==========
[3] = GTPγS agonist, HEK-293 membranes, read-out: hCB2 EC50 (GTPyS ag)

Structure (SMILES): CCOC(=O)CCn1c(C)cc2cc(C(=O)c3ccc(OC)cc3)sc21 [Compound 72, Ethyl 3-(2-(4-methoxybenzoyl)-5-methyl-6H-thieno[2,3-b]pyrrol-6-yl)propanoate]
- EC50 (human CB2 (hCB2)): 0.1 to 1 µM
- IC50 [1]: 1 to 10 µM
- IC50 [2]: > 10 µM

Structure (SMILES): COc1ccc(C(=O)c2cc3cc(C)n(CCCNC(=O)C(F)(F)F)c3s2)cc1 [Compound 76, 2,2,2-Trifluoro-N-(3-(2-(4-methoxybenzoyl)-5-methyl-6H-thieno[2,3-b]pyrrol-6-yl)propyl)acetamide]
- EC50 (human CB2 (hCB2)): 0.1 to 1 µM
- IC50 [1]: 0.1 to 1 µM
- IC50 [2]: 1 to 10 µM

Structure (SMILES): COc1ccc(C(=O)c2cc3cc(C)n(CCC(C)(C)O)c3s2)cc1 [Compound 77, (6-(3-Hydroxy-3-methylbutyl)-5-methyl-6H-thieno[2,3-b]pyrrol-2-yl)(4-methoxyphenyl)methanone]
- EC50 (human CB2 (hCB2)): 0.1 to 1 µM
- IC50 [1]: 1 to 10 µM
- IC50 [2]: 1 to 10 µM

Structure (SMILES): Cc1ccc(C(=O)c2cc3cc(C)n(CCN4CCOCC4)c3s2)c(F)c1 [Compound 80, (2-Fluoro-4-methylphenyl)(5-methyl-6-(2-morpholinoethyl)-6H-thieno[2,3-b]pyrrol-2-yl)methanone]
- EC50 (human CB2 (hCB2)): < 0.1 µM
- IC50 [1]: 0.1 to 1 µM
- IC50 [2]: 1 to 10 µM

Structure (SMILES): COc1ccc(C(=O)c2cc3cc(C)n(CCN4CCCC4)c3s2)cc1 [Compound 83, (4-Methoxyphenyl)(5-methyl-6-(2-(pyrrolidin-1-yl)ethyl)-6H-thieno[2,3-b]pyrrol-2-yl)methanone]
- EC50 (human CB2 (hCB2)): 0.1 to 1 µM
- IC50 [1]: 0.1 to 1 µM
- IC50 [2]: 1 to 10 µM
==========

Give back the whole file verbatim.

[3] = GTPγS agonist, HEK-293 membranes, read-out: hCB2 EC50 (GTPyS ag)

Structure (SMILES): CCOC(=O)CCn1c(C)cc2cc(C(=O)c3ccc(OC)cc3)sc21 [Compound 72, Ethyl 3-(2-(4-methoxybenzoyl)-5-methyl-6H-thieno[2,3-b]pyrrol-6-yl)propanoate]
- EC50 (human CB2 (hCB2)): 0.1 to 1 µM
- IC50 [1]: 1 to 10 µM
- IC50 [2]: > 10 µM

Structure (SMILES): COc1ccc(C(=O)c2cc3cc(C)n(CCCNC(=O)C(F)(F)F)c3s2)cc1 [Compound 76, 2,2,2-Trifluoro-N-(3-(2-(4-methoxybenzoyl)-5-methyl-6H-thieno[2,3-b]pyrrol-6-yl)propyl)acetamide]
- EC50 (human CB2 (hCB2)): 0.1 to 1 µM
- IC50 [1]: 0.1 to 1 µM
- IC50 [2]: 1 to 10 µM

Structure (SMILES): COc1ccc(C(=O)c2cc3cc(C)n(CCC(C)(C)O)c3s2)cc1 [Compound 77, (6-(3-Hydroxy-3-methylbutyl)-5-methyl-6H-thieno[2,3-b]pyrrol-2-yl)(4-methoxyphenyl)methanone]
- EC50 (human CB2 (hCB2)): 0.1 to 1 µM
- IC50 [1]: 1 to 10 µM
- IC50 [2]: 1 to 10 µM

Structure (SMILES): Cc1ccc(C(=O)c2cc3cc(C)n(CCN4CCOCC4)c3s2)c(F)c1 [Compound 80, (2-Fluoro-4-methylphenyl)(5-methyl-6-(2-morpholinoethyl)-6H-thieno[2,3-b]pyrrol-2-yl)methanone]
- EC50 (human CB2 (hCB2)): < 0.1 µM
- IC50 [1]: 0.1 to 1 µM
- IC50 [2]: 1 to 10 µM

Structure (SMILES): COc1ccc(C(=O)c2cc3cc(C)n(CCN4CCCC4)c3s2)cc1 [Compound 83, (4-Methoxyphenyl)(5-methyl-6-(2-(pyrrolidin-1-yl)ethyl)-6H-thieno[2,3-b]pyrrol-2-yl)methanone]
- EC50 (human CB2 (hCB2)): 0.1 to 1 µM
- IC50 [1]: 0.1 to 1 µM
- IC50 [2]: 1 to 10 µM